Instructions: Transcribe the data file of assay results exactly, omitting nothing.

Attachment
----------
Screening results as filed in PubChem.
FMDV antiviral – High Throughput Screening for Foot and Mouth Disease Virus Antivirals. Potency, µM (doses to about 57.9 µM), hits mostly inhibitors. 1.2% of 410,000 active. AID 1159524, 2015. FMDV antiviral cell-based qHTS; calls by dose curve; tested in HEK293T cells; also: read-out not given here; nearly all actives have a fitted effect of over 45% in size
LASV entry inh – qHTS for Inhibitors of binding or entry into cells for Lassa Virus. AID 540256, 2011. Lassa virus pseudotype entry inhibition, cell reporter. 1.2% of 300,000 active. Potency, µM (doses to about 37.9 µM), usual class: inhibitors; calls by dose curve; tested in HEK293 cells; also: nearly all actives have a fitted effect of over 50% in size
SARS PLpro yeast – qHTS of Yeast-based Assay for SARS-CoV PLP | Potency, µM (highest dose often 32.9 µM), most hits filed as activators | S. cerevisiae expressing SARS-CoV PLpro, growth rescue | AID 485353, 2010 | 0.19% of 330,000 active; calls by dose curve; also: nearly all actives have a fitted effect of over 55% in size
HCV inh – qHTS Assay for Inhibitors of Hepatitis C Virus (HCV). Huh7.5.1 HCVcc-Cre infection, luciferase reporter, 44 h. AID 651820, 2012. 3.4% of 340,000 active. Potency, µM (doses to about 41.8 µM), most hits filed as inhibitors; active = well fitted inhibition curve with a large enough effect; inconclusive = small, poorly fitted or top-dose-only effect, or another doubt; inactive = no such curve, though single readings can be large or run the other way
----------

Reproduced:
Screening results as filed in PubChem.
FMDV antiviral – High Throughput Screening for Foot and Mouth Disease Virus Antivirals. Potency, µM (doses to about 57.9 µM), hits mostly inhibitors. 1.2% of 410,000 active. AID 1159524, 2015. FMDV antiviral cell-based qHTS; calls by dose curve; tested in HEK293T cells; also: read-out not given here; nearly all actives have a fitted effect of over 45% in size
LASV entry inh – qHTS for Inhibitors of binding or entry into cells for Lassa Virus. AID 540256, 2011. Lassa virus pseudotype entry inhibition, cell reporter. 1.2% of 300,000 active. Potency, µM (doses to about 37.9 µM), usual class: inhibitors; calls by dose curve; tested in HEK293 cells; also: nearly all actives have a fitted effect of over 50% in size
SARS PLpro yeast – qHTS of Yeast-based Assay for SARS-CoV PLP | Potency, µM (highest dose often 32.9 µM), most hits filed as activators | S. cerevisiae expressing SARS-CoV PLpro, growth rescue | AID 485353, 2010 | 0.19% of 330,000 active; calls by dose curve; also: nearly all actives have a fitted effect of over 55% in size
HCV inh – qHTS Assay for Inhibitors of Hepatitis C Virus (HCV). Huh7.5.1 HCVcc-Cre infection, luciferase reporter, 44 h. AID 651820, 2012. 3.4% of 340,000 active. Potency, µM (doses to about 41.8 µM), most hits filed as inhibitors; active = well fitted inhibition curve with a large enough effect; inconclusive = small, poorly fitted or top-dose-only effect, or another doubt; inactive = no such curve, though single readings can be large or run the other way